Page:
For the next two issues I’d like to take a look at the Harmonic minor scale. This scale is frequently heard in many different genres of metal (power, prog, black, thrash, death, etc.) You can also hear it in jazz, latin, ‘classical’, flamenco, and many other styles. For rock guitar and metal, it was popularised by Swedish virtuoso Yngwie Malmsteen in the early 1980’s.


Here we have E Natural minor and E Harmonic minor played up the neck on one string. As you can see, the only difference is that the seventh note is raised – from D to D#. So the easiest way to think of it is as Natural minor with a raised (major) seventh. Due to this sharp seven, you get a tone-and-a-half gap between the sixth and seventh notes. It is this interval that gives Harmonic minor its mysterious and ‘classical’-type sound. The formula for Harmonic minor is: 1-2-b3-4-5-b6-7.

Hear Exercise 1


One of your main goals as a guitarist should be to play scales fluently across the fretboard without being limited to just one or two positions. As I’ve mentioned in previous columns, three note-per-string groupings are a great way of doing this. Arranging Harmonic minor in this way yields seven different shapes/patterns (for each of the seven notes of the scale). Exercise 2 shows these seven fingerings in the key of E Harmonic minor. It’s important to note that although only the first fingering starts on the root note, all the other patterns will still be in E minor as long as you keep E as the root note. If each consecutive starting note was considered the root, you would be playing the modes of Harmonic minor (of which the fifth – Phrygian dominant – is the most common). Due to the minor third (three fret) interval in the scale, there can be some awkward stretches in these patterns, so don’t neglect your fourth finger. There is a lot of work that can be done with Exercise 2. Practice all the patterns ascending and descending, build up the speed with a metronome, and try it in other metal-friendly keys (such as F#m, Am, Dm, etc). Ultimately, you want to be able to play them up and down the neck in all twelve keys.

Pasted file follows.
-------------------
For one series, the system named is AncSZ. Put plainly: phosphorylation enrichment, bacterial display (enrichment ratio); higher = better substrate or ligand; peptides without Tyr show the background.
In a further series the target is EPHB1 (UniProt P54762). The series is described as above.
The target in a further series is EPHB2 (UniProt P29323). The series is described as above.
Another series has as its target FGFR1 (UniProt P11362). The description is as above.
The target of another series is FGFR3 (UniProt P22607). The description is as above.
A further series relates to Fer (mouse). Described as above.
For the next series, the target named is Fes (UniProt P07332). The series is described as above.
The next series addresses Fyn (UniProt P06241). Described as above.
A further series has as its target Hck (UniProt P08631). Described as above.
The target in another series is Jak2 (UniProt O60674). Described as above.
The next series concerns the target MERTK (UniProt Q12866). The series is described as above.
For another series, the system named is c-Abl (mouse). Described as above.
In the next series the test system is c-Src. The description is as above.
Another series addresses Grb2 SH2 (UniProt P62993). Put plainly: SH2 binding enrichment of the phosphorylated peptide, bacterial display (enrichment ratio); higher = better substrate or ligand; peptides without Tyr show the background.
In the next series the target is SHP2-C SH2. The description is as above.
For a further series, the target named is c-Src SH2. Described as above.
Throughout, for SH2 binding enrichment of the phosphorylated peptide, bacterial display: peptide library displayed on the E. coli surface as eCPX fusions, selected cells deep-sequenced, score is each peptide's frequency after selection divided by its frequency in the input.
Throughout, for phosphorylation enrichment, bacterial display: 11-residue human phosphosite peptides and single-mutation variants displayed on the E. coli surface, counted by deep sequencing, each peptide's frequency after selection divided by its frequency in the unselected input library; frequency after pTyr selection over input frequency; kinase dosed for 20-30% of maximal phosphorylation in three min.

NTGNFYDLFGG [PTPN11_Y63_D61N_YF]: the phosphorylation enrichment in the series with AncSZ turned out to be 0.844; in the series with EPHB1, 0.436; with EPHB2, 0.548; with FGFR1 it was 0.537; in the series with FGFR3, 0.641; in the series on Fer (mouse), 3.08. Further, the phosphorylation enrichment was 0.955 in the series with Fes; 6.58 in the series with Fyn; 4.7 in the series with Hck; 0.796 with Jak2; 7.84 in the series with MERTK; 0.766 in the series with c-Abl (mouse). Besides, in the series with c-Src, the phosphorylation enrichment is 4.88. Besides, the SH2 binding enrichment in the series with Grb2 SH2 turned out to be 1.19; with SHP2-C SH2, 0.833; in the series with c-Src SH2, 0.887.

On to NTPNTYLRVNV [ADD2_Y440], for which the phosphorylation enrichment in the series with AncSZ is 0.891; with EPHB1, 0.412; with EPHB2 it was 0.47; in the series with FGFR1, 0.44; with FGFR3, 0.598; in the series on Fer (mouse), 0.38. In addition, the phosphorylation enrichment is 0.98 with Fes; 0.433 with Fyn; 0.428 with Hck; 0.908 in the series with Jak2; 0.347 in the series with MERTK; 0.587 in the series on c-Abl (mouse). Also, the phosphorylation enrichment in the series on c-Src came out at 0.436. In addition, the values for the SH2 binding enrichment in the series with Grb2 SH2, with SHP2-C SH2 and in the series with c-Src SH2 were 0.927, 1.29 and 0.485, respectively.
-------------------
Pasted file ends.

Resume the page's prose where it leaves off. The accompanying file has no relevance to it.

Hear Exercise 2


This is an example of how you could combine these three note-per-string fingerings into a fast, ‘shred’-style Harmonic minor lick. It starts by ascending/descending using pattern 5, and then bar two uses patterns 6 and 7. At the end of this bar it skips to fingering 2 as it continues into bar three by ascending in six-note groupings. The lick finishes by resolving to the fifth degree (B) using pattern 3.

Hear Exercise 3

Even if you’re already familiar with Harmonic minor, I hope this column has still been useful by showing you some different ways of playing it. Next issue I’ll discuss some other ways of playing this cool-sounding scale.